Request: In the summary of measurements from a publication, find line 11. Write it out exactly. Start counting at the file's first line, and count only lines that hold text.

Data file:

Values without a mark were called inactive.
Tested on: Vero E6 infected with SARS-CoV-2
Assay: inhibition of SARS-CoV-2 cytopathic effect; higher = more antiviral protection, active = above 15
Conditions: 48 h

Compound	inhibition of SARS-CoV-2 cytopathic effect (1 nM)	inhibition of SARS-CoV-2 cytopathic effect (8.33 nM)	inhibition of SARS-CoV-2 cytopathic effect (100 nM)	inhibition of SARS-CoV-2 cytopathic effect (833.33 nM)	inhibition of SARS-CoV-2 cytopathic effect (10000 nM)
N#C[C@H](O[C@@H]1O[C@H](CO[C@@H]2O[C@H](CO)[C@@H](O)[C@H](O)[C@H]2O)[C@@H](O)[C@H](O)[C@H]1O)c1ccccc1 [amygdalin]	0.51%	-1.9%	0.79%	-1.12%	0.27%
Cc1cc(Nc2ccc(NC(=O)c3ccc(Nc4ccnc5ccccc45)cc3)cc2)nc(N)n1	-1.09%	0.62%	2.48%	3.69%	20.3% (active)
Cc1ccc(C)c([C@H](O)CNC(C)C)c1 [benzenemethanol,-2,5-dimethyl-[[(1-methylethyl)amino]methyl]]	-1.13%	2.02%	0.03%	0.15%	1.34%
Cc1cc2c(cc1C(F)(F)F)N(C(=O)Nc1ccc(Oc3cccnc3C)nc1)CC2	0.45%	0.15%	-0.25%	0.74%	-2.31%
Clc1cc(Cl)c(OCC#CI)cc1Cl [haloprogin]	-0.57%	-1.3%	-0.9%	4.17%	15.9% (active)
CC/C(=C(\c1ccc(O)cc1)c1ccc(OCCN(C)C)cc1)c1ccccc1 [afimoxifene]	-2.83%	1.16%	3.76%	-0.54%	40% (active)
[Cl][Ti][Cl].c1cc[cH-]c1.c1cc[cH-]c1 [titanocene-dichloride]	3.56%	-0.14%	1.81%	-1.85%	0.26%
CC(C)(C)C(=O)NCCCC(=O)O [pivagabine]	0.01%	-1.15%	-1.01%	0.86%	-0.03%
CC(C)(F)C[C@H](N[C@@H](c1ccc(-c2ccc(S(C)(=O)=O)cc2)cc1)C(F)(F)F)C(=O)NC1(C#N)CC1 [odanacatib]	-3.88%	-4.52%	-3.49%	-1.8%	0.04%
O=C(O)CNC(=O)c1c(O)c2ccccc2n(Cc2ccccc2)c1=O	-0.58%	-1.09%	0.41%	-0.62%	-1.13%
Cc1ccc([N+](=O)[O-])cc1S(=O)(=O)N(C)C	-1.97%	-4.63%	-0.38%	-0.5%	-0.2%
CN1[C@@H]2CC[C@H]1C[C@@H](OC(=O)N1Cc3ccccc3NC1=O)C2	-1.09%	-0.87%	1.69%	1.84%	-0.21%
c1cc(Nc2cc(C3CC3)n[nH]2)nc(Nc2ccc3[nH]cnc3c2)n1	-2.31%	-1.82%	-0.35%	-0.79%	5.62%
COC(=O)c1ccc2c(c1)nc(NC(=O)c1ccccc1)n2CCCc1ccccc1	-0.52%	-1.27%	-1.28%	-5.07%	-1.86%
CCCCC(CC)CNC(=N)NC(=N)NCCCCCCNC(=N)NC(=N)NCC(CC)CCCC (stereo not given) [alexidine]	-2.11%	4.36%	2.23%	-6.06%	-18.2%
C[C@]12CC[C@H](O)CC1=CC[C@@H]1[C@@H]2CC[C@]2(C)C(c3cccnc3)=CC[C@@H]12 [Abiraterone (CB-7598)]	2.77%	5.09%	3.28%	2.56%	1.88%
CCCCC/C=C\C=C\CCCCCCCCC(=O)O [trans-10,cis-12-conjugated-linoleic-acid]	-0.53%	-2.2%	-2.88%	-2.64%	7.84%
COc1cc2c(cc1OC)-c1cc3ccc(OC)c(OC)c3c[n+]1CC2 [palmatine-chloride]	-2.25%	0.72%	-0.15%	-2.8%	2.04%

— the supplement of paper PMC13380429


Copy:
CC/C(=C(\c1ccc(O)cc1)c1ccc(OCCN(C)C)cc1)c1ccccc1 [afimoxifene]	-2.83%	1.16%	3.76%	-0.54%	40% (active)